Couple being toured around a house

How to Get Past Cold Feet When Buying Your First Home

It’s not surprising that most people get cold feet when buying a home. It’s probably the biggest purchase you’ll ever make in your life. Plus, it’s the decision you can’t reverse that easily. When you go in, you basically go all in.

While cautiousness is a healthy attitude when it comes to this kind of commitment, in most instances, delays in decisions can backfire. Due to cold feet, some homebuyers miss out on a really good home. Others, tired and stressed from the nonstop house hunting and overthinking, just settle for a so-so home, less than their ideal.

To avoid these, you have to pin down what you’re most fearful about so you can get over cold feet. These might be among your reservations.

“There might be a better house in the market later.”

The truth is, yes, there will be. There will always be something better. So, you’d keep hunting and hunting for that perfect space, without ever really accomplishing what you came here for, which is to get your own home. Don’t look for the “dream home.” Go for the home that’s just perfect for your needs.

Create a list of your non-negotiables when it comes to home features and location. Once a property ticks off all those criteria, stop looking at other homes. Settle on that one. Remember that the more that you see homes, the more you’re going to get stuck in this cycle of believing that there’s something more perfect out there, keeping you from seeing the good that’s already in front of you.

Focus on your home needs, rather than wants. Check out this condo in Makati, Philippines that that might just fit your home feature and location preferences.

 “We might not be able to pay for the house.”

Couple looking at a billOf course, money is the biggest source of hesitation for many homebuyers. However, it’s also the easiest to address. What you only need here is a clearly defined budget. Lay down your income, the non-negotiable expenses, and the homeownership costs, which shouldn’t be more than 28% of your gross income. From there, talk to a few lending agents.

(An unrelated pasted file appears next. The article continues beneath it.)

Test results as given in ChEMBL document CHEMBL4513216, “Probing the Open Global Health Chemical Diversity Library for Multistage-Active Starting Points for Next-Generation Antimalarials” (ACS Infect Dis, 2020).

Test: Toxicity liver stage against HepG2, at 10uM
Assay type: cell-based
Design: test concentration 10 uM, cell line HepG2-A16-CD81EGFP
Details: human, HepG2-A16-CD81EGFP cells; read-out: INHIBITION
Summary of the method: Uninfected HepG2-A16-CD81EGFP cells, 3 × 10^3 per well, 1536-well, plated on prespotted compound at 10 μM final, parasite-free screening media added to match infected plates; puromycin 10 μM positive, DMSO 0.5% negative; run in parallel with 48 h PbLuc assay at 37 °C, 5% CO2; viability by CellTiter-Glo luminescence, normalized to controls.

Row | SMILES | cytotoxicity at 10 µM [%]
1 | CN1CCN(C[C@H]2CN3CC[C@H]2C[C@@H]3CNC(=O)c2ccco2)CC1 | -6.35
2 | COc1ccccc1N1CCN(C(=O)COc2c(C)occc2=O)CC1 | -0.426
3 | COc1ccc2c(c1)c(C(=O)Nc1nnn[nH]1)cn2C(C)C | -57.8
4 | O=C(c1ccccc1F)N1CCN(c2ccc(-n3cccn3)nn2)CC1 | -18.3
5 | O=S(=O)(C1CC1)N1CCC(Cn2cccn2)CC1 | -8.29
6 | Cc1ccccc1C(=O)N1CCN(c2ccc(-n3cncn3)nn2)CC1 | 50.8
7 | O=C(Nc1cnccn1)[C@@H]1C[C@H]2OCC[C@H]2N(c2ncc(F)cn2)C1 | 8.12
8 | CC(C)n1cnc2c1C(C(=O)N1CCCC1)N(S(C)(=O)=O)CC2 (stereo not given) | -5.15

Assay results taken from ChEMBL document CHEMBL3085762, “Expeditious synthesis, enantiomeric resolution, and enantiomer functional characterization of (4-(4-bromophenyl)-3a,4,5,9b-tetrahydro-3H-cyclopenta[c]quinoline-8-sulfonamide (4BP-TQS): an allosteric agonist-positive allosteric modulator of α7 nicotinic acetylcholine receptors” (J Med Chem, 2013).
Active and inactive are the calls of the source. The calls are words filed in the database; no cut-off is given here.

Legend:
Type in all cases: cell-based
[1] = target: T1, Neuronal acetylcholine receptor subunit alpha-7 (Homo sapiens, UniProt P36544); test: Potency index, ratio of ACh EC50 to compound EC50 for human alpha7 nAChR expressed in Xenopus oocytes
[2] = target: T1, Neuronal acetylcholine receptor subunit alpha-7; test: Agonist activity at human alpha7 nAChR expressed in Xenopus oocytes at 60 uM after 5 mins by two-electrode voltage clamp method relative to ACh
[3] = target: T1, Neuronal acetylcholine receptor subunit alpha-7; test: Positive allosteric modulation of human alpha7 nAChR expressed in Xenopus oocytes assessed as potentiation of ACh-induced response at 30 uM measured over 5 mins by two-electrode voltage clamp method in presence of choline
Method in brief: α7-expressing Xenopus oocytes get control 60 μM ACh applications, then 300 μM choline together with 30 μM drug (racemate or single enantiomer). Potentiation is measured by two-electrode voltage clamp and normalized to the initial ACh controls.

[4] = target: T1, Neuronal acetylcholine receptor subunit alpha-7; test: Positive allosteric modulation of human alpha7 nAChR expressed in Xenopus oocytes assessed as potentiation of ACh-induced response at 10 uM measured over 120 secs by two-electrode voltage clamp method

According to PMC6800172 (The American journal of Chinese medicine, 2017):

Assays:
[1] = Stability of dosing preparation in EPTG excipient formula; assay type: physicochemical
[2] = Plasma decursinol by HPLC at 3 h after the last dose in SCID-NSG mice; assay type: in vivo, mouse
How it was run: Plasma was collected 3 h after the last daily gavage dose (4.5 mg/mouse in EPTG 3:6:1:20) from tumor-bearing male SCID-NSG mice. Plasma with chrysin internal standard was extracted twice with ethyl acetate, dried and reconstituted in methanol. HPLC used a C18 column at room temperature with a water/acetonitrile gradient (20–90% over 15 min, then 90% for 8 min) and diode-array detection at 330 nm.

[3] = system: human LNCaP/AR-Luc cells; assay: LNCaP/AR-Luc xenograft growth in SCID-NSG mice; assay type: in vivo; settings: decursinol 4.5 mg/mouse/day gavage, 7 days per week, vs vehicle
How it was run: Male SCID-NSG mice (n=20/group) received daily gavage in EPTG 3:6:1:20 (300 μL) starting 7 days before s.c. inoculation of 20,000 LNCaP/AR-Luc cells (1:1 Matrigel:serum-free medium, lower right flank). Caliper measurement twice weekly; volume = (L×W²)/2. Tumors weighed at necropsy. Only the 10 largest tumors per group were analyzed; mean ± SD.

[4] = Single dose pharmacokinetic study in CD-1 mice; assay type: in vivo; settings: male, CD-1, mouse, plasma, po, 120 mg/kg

The general rule of thumb is to get at least four quotes from different institutions. This will create healthy competition among them, and may just increase the likelihood of getting a better deal. Once the details of your finances are clear, you may not be as bothered as you were before.

Aside from the budget, do take note that there are far more affordable home options now than the traditional houses in subdivisions. Condo units, for instance, are a cheaper choice, but are of high-quality all the same.

“Owning a home is complicated. Renting is easier.”

It’s true that there are lots of responsibilities in homeownership that it becomes quickly overwhelming. But you’re only feeling such because this is something you haven’t tried yet. Because it’s new to you. The key here is to keep your eyes on the prize. Reflect on the benefits of having your own place.

When you have your own home, the payments you make don’t go to someone else’s pocket, they contribute to your equity and take you one step closer to payoff. Remind yourself of this fact, whenever the cold feet strike.

Buying a home is a serious decision. Such a big commitment can easily trigger fears and insecurities, but don’t let it. Get past the cold feet, and go all in.

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